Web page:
American Le Mans Series CEO Scott Atherton has claimed that motorsport appears to have lost the plot when it came to focusing on what should be important, preferring instead to concentrate on theatre.
Speaking at a press conference that the ALMS shred with the US Environmental Protection Agency and the US Department of Energy, Atherton declared that 'green' issues still did not command a large enough proportion of the attention of series, manufacturers or teams - before going on to underline his own competition's efforts to address environmental issues.
"Racing has become better known for back flips and soap opera-like drama," Atherton claimed, "And, while there is nothing wrong with entertainment-based motorsport, the role of the automobile in the equation has been reduced to that of an irrelevant appliance of parity.
"Through our alliance with the EPA, DoE and SAE International, we defined the protocols and standards for green racing. Within the auto racing industry, there is a lot of self-proclaimed leadership in this area, but not a lot of substance."
Atherton had been invited to attend the Washington Auto Show, as well as SAE International's government industry meetings, by both the EPA and DoE, and his remarks at the press conference focused on the unique relationship formed a year ago between Washington and the American Le Mans Series which, the CEO insisted 'is the only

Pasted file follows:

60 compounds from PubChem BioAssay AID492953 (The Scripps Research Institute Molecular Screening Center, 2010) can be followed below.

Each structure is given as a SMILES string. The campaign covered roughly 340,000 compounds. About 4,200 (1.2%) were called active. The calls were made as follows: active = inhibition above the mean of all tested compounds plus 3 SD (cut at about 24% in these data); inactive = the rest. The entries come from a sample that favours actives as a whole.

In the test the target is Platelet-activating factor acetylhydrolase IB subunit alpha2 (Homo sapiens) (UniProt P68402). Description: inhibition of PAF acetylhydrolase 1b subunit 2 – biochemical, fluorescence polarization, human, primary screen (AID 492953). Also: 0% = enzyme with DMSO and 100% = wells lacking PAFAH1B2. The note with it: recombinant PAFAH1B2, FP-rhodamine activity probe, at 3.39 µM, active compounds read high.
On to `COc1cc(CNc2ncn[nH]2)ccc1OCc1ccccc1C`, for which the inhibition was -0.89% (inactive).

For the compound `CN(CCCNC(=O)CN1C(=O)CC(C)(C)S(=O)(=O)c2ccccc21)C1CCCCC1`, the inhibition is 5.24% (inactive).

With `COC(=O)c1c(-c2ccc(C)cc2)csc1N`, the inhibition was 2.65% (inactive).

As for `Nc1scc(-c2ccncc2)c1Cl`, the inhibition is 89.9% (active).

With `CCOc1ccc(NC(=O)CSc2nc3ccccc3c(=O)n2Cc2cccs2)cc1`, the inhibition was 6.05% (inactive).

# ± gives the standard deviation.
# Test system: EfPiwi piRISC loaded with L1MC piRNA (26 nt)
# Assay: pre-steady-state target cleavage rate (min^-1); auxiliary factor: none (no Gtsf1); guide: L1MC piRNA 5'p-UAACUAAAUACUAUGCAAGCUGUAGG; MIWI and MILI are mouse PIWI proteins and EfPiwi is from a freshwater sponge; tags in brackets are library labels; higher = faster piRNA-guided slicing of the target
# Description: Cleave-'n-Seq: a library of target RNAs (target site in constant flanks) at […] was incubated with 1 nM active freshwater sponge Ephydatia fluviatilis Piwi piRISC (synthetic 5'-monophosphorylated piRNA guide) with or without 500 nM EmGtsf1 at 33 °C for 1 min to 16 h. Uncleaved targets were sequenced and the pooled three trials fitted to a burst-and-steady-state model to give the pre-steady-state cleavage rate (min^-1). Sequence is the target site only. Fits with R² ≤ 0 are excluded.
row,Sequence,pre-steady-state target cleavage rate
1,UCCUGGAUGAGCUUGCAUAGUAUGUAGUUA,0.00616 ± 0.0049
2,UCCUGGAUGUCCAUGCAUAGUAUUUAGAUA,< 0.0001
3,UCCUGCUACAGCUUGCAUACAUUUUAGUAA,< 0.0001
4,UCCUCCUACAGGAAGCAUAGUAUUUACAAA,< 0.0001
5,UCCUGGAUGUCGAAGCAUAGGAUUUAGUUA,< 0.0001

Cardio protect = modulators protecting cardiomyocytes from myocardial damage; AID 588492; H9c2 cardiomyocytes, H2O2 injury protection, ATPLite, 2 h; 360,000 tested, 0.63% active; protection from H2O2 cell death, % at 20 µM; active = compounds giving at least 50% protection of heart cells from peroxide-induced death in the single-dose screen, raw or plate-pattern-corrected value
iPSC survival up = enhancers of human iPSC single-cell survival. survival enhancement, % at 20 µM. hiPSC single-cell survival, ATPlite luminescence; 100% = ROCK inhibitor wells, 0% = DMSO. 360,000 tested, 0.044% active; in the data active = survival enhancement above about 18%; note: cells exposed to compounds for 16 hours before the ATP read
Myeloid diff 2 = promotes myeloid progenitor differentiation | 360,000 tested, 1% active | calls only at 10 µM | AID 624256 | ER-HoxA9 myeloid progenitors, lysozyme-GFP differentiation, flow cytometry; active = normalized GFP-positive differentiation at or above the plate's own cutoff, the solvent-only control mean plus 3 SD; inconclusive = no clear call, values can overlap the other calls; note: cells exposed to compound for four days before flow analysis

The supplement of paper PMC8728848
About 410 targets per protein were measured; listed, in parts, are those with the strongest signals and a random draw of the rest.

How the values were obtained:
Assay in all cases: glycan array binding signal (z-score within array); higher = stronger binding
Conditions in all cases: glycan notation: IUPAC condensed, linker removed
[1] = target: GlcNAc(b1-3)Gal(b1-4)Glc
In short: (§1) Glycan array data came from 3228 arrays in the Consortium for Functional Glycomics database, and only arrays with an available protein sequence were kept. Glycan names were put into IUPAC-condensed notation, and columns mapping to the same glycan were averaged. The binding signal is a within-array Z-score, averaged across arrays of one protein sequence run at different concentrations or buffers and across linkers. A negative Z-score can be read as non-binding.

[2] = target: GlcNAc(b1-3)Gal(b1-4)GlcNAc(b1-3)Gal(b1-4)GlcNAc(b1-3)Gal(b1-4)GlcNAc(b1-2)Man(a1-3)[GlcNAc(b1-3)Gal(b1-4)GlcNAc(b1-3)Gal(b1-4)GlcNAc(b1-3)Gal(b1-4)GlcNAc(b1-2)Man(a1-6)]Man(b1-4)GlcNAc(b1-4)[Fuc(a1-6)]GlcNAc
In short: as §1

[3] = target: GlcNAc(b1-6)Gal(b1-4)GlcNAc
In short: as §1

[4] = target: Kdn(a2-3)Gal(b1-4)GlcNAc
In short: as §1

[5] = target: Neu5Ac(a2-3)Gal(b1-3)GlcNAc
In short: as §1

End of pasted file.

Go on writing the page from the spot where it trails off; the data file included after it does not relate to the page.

true form of green racing'.
"Over the last ten years, the relevance of auto racing has come full circle," he declared, "Since its launch, the American Le Mans Series has been providing a platform of world class racing for manufacturers to showcase technology that's cutting edge, relevant and has a direct link back to the production line."
While the criteria for any form of motorsport to be described as 'green' is understandably very complex, Atherton says it boiled down to the inclusion of technology such as renewable bio-based fuels, multiple engine, fuel and powertrain configurations, regenerative energy technologies that embrace the full range of on-board energy storage for light-duty vehicles, and, ultimately, a Green Cup Competition that meets the protocols of the government agencies.
The theme of the press conference focus on the perceived importance of new US president Barrack Obama's directive to continually develop sustainable energy sources through alternative fuels for the transportation and automobile industry and, while Atherton's participation provided valuable insight into the ALMS' direction and position on green matters, it was Margo T Oge, director of transportation and air quality for the EPA, who provided the biggest endorsement for series efforts.
"You know, when racing was first brought to me as an opportunity to expand our important message of sustainable energy, I said 'Racing? Are you serious?'," she admitted, "But I now understand.